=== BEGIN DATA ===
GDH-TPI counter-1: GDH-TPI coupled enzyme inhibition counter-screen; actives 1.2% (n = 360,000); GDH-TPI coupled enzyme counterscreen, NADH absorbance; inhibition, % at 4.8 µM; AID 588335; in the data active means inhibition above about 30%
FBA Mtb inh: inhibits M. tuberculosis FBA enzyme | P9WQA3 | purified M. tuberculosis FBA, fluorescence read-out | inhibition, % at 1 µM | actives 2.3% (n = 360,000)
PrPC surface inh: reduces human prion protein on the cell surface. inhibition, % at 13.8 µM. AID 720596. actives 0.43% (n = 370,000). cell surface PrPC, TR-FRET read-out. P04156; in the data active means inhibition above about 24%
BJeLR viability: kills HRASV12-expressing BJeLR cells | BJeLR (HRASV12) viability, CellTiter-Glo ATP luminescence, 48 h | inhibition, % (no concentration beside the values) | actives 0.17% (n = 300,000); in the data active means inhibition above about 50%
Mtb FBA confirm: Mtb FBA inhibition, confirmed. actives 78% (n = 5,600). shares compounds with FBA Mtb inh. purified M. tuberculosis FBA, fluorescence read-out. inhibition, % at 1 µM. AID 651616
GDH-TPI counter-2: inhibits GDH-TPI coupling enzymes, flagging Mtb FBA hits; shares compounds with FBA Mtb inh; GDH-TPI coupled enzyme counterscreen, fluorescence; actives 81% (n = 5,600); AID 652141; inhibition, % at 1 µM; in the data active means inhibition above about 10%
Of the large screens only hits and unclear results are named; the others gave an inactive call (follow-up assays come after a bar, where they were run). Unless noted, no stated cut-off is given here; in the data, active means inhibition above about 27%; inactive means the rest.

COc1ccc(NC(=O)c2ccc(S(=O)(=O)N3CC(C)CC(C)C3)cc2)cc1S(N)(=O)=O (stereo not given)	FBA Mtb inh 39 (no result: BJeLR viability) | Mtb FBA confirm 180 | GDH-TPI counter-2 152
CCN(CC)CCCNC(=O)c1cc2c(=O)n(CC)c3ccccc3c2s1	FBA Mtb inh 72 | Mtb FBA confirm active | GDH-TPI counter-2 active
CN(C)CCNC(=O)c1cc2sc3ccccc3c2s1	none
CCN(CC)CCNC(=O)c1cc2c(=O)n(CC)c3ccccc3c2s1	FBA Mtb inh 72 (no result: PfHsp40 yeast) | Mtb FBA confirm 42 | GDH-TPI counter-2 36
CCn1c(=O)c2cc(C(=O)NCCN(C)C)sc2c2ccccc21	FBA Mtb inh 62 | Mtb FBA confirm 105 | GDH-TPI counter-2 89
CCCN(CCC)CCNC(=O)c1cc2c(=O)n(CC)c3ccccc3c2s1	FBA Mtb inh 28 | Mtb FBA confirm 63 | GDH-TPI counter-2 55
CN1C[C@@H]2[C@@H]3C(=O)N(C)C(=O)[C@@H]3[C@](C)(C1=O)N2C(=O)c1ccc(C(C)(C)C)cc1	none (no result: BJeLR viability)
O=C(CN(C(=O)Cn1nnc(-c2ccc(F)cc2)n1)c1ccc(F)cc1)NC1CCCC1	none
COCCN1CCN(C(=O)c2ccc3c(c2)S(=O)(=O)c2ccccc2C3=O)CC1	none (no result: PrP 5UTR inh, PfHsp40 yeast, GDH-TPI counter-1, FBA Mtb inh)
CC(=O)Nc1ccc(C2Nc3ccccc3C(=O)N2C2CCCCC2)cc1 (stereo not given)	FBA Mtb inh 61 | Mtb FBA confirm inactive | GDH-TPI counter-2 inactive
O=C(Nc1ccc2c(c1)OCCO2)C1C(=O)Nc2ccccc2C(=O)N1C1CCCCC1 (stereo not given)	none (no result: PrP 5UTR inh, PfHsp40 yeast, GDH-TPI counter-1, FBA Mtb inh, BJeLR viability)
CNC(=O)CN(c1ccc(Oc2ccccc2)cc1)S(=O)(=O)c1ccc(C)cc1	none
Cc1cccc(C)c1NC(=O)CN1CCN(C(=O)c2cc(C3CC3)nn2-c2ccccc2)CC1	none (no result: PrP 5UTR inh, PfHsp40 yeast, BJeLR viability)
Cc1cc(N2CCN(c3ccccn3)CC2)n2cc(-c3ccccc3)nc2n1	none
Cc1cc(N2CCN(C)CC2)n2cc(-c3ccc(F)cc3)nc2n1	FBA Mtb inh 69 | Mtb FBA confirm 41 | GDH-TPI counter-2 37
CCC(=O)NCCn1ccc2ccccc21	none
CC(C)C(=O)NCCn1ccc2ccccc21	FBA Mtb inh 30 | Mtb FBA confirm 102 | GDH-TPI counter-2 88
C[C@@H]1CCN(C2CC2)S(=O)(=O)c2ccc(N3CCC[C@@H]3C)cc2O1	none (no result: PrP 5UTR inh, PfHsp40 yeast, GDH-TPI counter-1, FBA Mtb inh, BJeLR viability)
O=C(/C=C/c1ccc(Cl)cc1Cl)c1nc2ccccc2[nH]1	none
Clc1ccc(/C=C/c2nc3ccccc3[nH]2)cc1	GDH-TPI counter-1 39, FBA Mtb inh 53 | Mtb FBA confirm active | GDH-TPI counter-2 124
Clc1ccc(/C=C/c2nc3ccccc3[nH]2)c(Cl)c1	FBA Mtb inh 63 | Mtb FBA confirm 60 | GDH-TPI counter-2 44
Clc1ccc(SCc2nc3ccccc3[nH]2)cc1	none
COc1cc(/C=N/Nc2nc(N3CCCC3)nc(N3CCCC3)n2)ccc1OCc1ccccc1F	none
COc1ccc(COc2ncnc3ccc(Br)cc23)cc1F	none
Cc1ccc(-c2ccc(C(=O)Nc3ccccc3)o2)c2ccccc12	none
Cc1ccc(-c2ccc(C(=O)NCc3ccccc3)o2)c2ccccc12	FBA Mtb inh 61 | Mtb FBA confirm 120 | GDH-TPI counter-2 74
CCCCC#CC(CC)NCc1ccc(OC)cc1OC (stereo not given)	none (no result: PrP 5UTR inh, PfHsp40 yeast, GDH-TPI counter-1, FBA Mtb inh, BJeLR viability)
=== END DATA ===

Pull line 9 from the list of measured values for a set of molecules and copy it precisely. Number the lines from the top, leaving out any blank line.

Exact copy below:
CCN(CC)CCCNC(=O)c1cc2c(=O)n(CC)c3ccccc3c2s1	FBA Mtb inh 72 | Mtb FBA confirm active | GDH-TPI counter-2 active